Just the warm-up itself used to go on for an hour, cool down goes on for an hour, and then they have 10 hours in between - and that went on for week after week.
It’s almost impossible to appreciate how much you want out of them physically - never mind the other aspects, just the physical aspect was very, very demanding.
- Was there a reason you didn’t shoot the film in 3D?
I am a fan of 3D movies and I am a bit of a film geek so I like the technical aspect of filming a lot. Actually I did try and push this for 3D. The main reticence was that there was a lot of 3D coming out; it felt almost tired at the time that we were embarking on this.
I am a fan of anything that’s innovative, but at the time it just didn’t feel that innovative. I think if we’d just gone a bit earlier then I would have pushed harder.
- Do you feel constrained by working in the mainstream?
Funnily enough I don’t at all. Filmmaking’s changed, as we all know, and indie movies have been somewhat muscled out in quite a conspicuous fashion. Who’s responsible for that and why that is the case I’m not sure.
At the same time I still see myself as an indie filmmaker and I certainly got no resistance from the studio in terms of trying anything there we thought was innovative - they really encouraged it. Filmmaking, particularly at a blockbuster level, has absorbed a sort of indie influence.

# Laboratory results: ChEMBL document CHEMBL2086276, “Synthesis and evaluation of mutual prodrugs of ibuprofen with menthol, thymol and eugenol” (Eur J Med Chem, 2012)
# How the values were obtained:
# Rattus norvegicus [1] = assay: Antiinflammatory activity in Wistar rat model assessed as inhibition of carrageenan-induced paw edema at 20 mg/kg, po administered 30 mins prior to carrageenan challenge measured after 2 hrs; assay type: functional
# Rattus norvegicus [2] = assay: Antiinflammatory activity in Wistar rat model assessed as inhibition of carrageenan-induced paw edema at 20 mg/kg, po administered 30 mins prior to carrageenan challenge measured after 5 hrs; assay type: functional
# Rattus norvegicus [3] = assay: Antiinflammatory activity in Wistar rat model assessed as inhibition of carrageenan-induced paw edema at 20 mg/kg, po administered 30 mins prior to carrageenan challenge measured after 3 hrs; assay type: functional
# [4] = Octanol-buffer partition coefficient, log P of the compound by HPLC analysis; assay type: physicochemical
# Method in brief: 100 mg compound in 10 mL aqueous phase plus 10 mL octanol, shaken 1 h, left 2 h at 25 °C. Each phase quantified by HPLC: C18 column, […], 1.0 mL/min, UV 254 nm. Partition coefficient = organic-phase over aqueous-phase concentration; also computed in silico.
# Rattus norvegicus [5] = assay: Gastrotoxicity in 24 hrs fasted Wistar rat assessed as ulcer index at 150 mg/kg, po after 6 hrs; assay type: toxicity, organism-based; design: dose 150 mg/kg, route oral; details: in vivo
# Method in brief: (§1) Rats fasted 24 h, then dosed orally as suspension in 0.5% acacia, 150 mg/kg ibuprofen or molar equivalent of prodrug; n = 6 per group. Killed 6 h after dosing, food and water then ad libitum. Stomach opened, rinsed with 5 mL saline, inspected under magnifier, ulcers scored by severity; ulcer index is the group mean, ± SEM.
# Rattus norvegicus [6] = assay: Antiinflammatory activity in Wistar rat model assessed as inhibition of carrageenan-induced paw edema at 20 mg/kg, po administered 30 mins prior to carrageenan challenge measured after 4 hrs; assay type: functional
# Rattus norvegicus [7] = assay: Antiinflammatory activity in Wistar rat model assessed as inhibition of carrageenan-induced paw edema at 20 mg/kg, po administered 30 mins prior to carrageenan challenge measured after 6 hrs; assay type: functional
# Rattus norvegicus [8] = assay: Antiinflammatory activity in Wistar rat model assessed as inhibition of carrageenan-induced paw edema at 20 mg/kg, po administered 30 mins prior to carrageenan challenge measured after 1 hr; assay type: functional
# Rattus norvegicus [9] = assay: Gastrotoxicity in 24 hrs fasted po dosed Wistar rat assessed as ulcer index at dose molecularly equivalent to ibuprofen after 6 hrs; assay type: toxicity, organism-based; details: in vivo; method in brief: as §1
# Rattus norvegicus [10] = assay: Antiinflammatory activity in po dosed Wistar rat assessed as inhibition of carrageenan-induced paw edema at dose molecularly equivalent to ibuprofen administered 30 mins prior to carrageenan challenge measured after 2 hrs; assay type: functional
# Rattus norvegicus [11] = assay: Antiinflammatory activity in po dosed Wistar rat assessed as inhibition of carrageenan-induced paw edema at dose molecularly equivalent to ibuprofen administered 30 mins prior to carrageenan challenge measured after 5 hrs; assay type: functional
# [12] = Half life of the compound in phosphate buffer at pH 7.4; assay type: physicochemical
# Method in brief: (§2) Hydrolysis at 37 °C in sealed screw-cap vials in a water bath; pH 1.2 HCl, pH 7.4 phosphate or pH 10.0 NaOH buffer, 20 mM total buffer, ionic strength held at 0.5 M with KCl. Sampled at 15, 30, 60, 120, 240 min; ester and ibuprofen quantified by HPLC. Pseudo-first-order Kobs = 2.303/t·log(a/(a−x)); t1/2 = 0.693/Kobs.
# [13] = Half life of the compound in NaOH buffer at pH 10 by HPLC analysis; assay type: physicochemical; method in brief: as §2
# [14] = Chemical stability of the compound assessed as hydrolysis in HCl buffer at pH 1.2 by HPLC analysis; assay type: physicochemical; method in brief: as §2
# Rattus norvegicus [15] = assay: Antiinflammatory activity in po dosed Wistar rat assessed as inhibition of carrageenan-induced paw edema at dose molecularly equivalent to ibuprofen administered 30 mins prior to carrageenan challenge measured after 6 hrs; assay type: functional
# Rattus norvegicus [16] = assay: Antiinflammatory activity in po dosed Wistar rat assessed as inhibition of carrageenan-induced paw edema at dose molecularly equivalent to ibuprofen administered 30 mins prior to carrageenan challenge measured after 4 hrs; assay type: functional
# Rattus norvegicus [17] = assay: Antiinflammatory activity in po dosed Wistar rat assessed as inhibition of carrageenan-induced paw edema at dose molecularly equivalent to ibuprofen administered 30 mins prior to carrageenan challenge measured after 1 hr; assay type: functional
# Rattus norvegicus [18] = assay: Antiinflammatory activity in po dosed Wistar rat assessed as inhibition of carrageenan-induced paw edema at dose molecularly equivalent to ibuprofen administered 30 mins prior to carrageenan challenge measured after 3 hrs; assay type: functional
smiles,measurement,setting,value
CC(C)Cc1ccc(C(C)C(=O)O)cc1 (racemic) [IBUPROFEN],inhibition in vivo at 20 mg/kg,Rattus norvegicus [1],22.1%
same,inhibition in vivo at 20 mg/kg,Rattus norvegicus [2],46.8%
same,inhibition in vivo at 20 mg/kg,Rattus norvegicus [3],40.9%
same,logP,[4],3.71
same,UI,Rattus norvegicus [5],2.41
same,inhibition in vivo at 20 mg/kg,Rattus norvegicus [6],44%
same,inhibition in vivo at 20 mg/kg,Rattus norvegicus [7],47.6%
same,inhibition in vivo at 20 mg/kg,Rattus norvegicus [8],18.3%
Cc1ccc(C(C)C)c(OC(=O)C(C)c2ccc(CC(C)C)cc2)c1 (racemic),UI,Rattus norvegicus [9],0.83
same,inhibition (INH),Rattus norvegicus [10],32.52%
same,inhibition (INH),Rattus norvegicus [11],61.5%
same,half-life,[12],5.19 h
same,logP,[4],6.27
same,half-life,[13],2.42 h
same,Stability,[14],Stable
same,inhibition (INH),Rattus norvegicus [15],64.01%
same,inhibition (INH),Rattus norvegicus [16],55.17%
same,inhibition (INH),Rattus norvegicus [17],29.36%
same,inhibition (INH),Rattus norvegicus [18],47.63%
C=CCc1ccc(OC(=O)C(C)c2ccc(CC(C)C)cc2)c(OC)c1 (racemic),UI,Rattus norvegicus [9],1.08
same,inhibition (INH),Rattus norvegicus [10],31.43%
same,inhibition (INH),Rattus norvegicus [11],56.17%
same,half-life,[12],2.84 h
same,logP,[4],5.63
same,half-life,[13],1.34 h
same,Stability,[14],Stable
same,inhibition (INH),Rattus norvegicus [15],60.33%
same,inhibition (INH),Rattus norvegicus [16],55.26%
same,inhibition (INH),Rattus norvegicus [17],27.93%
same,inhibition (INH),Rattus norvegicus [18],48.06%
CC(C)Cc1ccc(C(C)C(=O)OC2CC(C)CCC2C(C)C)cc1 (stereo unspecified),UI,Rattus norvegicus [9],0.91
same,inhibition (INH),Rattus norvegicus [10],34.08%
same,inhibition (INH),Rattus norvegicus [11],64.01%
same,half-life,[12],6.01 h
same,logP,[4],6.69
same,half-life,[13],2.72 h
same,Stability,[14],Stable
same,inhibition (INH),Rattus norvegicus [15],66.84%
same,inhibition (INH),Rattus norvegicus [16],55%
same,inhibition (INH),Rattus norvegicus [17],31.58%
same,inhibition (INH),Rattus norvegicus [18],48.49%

I think that’s the upside of the position that we found ourselves in. Big movies are becoming increasingly more interesting. Well, some of them are and some of them aren’t. It’s an interesting time in film history and I do feel that these big movies can be very interesting. So no, I don’t feel constrained at all.
- How much thought goes into the look of these movies?
We spend a lot of time on the general aesthetic, but it’s something that just evolved. Philippe Rousselot [the director of photography] and myself sat down and we went through a plethora of mixed formats to come up with something that we hope is original.
It should look somewhat antiquated but at the same time you’ve got all the benefits of the technical evolution with film, so we spent a good deal of time coming up with the aesthetic.
- Can you tell us a little about your collaboration with composer Hans Zimmer?
Hans and I were both very much in synch on this film. We like the same kind of music as well. It was an extension. Hans really enjoyed the first one and on the second one he went off to Romania for a month and recorded the lion’s share of the score in Romania.
Although he’s very prolific he really is the real thing. He’s one of those guys who got into the business for all the right reasons and he’s still in this business for all the right reasons. He’s a true creative person and a pleasure to work with, and his enthusiasm is contagious. I can’t speak highly enough of Hans Zimmer.
Sherlock Holmes: A Game of Shadows is released on DVD & Blu-ray 14th May
Click to buy: Sherlock Holmes: A Game of Shadows DVD
Click to buy: Sherlock Holmes: A Game of Shadows Blu-Ray